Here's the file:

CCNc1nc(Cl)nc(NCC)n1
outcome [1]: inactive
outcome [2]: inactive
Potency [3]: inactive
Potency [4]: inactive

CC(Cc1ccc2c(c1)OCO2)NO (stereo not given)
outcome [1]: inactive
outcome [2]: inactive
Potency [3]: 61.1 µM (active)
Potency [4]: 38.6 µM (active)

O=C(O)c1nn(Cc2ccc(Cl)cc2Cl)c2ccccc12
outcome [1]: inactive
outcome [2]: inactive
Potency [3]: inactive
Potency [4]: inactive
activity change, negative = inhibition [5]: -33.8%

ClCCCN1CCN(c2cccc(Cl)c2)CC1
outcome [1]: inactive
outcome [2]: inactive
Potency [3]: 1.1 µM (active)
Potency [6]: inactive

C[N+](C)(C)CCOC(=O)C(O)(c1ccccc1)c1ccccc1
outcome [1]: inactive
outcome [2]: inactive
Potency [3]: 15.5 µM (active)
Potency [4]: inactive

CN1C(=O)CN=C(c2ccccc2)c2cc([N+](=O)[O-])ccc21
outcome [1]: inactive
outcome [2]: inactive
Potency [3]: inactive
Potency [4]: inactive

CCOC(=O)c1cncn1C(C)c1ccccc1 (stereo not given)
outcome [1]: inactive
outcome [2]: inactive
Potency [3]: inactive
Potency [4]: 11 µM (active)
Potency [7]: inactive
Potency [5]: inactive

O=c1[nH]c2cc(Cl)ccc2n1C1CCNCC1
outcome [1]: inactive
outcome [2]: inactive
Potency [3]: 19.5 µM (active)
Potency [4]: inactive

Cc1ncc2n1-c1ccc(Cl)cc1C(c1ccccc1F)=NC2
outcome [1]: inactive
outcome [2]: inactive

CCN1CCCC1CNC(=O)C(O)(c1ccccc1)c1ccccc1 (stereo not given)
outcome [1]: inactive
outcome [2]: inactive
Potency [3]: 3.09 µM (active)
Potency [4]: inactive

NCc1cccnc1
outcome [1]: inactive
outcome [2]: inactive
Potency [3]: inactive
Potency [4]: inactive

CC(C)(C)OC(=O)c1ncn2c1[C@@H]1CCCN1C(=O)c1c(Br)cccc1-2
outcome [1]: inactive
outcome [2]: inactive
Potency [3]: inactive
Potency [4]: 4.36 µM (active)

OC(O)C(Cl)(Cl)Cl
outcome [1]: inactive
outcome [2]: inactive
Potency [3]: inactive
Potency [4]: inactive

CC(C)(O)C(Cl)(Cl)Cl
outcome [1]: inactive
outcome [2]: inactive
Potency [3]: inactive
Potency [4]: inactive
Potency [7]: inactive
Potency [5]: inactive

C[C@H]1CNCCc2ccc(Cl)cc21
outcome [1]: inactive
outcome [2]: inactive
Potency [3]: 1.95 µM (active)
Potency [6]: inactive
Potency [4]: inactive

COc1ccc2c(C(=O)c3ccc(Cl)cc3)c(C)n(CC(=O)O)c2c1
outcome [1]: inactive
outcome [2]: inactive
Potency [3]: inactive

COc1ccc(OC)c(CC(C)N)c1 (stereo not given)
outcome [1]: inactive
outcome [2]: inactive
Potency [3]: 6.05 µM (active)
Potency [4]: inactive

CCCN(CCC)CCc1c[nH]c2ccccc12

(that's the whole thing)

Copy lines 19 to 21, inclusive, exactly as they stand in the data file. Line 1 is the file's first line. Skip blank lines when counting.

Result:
outcome [2]: inactive
Potency [3]: 1.1 µM (active)
Potency [6]: inactive